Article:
Clifftop, working with IDNR, facilitated bringing special USF&WS program dollars to bluff area landowners to implement conservation practices. And, in another first-ever-in-Illinois milestone, Clifftop and NRCS completed a contract agreement, a Cooperative Conservation Partnership Initiative, to introduce focused USDA conservation funding for area landholders. Taken together, thus far, 53 contracts on 3347 private bluff land acres, for $656,264 in Federal conservation program dollars, have been brought to the area.

Several research projects are underway in the corridor to meet SWIWAP goals.

BioBlitz scientist, T. Rollins

Tom Rollins, Thomas Rollins Photography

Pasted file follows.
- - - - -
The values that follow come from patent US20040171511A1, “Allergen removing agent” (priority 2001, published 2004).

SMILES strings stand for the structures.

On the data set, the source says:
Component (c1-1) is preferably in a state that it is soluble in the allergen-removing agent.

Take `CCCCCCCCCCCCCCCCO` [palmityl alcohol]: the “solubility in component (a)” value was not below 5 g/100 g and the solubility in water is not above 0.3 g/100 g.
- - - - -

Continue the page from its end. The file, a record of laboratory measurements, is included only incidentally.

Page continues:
A National Great Rivers Research & Education Center grant funded a SIU-Carbondale graduate student study on amphibians in our sinkhole plain. Southeast Missouri State University is conducting an entomological study at Fults Hill Prairie Nature Preserve. Eastern Illinois University and IDNR emeriti researchers are conducting a plant study of local prairies and glades. Illinois Natural History Survey scientists are studying springtails in local caves, are researching a local, state-endangered cave snail, and are monitoring bat recolonization at a local abandoned mine. A recent Master’s thesis, at the University of Idaho, begins to help our understanding of local cave amphipods. A University of Illinois researcher is looking at soil microbes in local hill prairies. Several local landowners are participating in the Illinois Barn Owl Recovery Program. And, in May of this year, 51 scientists, from three states, conducted a 24-hour comprehensive species survey at Valmeyer’s Salt Lick Point Reserve. Understanding our area’s extremely rich biological diversity and the statewide importance of our unique natural habitats is fundamental to making the case for permanently protecting some of our most pristine natural areas.